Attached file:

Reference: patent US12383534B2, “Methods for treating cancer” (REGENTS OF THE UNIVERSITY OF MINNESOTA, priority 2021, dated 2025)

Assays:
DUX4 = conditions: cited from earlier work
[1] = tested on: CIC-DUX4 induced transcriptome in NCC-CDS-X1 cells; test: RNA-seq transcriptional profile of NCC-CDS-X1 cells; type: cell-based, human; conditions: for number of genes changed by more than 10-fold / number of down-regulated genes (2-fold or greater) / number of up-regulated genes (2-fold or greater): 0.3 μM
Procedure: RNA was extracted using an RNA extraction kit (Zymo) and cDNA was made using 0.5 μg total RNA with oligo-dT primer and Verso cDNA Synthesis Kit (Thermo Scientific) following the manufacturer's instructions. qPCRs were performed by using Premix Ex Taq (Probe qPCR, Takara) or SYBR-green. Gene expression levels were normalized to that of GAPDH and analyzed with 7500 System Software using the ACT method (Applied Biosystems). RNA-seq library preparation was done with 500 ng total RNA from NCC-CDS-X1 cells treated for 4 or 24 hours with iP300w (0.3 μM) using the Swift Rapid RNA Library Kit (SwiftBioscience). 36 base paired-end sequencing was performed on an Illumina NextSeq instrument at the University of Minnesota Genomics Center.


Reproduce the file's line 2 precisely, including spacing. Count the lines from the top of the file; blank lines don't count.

Assays: